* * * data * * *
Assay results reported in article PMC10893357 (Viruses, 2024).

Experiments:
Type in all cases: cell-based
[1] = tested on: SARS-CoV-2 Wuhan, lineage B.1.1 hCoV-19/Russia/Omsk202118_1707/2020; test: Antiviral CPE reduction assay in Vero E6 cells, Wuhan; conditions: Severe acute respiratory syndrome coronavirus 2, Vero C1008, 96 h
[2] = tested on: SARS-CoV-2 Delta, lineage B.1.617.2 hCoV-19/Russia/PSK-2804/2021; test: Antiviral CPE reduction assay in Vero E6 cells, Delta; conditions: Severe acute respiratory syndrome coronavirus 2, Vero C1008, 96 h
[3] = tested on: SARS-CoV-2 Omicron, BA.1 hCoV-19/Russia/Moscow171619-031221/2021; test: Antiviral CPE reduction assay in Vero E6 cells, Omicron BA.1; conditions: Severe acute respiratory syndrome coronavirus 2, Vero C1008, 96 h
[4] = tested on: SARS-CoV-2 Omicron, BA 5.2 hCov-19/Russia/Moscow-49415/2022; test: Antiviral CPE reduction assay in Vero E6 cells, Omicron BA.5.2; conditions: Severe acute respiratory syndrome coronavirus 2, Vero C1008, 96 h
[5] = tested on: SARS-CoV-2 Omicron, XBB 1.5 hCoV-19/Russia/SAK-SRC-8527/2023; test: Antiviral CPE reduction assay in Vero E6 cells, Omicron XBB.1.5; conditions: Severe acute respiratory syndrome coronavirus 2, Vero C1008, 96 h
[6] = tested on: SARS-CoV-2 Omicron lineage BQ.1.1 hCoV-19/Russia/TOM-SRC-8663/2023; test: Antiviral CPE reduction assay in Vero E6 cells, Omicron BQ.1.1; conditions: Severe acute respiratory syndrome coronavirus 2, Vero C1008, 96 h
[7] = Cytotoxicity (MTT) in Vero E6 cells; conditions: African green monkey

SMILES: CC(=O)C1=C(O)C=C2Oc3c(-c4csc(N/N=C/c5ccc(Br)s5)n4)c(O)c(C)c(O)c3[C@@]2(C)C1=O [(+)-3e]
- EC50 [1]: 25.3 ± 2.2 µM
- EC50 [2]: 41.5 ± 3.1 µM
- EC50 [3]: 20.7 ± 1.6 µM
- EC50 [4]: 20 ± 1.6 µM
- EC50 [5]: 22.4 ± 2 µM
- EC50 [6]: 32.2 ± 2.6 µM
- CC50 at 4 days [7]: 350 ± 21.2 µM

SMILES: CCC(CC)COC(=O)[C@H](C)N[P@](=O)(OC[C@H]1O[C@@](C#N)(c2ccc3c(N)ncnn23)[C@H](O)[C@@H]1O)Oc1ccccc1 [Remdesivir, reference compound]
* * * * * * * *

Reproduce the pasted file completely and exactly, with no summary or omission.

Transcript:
Assay results reported in article PMC10893357 (Viruses, 2024).

Experiments:
Type in all cases: cell-based
[1] = tested on: SARS-CoV-2 Wuhan, lineage B.1.1 hCoV-19/Russia/Omsk202118_1707/2020; test: Antiviral CPE reduction assay in Vero E6 cells, Wuhan; conditions: Severe acute respiratory syndrome coronavirus 2, Vero C1008, 96 h
[2] = tested on: SARS-CoV-2 Delta, lineage B.1.617.2 hCoV-19/Russia/PSK-2804/2021; test: Antiviral CPE reduction assay in Vero E6 cells, Delta; conditions: Severe acute respiratory syndrome coronavirus 2, Vero C1008, 96 h
[3] = tested on: SARS-CoV-2 Omicron, BA.1 hCoV-19/Russia/Moscow171619-031221/2021; test: Antiviral CPE reduction assay in Vero E6 cells, Omicron BA.1; conditions: Severe acute respiratory syndrome coronavirus 2, Vero C1008, 96 h
[4] = tested on: SARS-CoV-2 Omicron, BA 5.2 hCov-19/Russia/Moscow-49415/2022; test: Antiviral CPE reduction assay in Vero E6 cells, Omicron BA.5.2; conditions: Severe acute respiratory syndrome coronavirus 2, Vero C1008, 96 h
[5] = tested on: SARS-CoV-2 Omicron, XBB 1.5 hCoV-19/Russia/SAK-SRC-8527/2023; test: Antiviral CPE reduction assay in Vero E6 cells, Omicron XBB.1.5; conditions: Severe acute respiratory syndrome coronavirus 2, Vero C1008, 96 h
[6] = tested on: SARS-CoV-2 Omicron lineage BQ.1.1 hCoV-19/Russia/TOM-SRC-8663/2023; test: Antiviral CPE reduction assay in Vero E6 cells, Omicron BQ.1.1; conditions: Severe acute respiratory syndrome coronavirus 2, Vero C1008, 96 h
[7] = Cytotoxicity (MTT) in Vero E6 cells; conditions: African green monkey

SMILES: CC(=O)C1=C(O)C=C2Oc3c(-c4csc(N/N=C/c5ccc(Br)s5)n4)c(O)c(C)c(O)c3[C@@]2(C)C1=O [(+)-3e]
- EC50 [1]: 25.3 ± 2.2 µM
- EC50 [2]: 41.5 ± 3.1 µM
- EC50 [3]: 20.7 ± 1.6 µM
- EC50 [4]: 20 ± 1.6 µM
- EC50 [5]: 22.4 ± 2 µM
- EC50 [6]: 32.2 ± 2.6 µM
- CC50 at 4 days [7]: 350 ± 21.2 µM

SMILES: CCC(CC)COC(=O)[C@H](C)N[P@](=O)(OC[C@H]1O[C@@](C#N)(c2ccc3c(N)ncnn23)[C@H](O)[C@@H]1O)Oc1ccccc1 [Remdesivir, reference compound]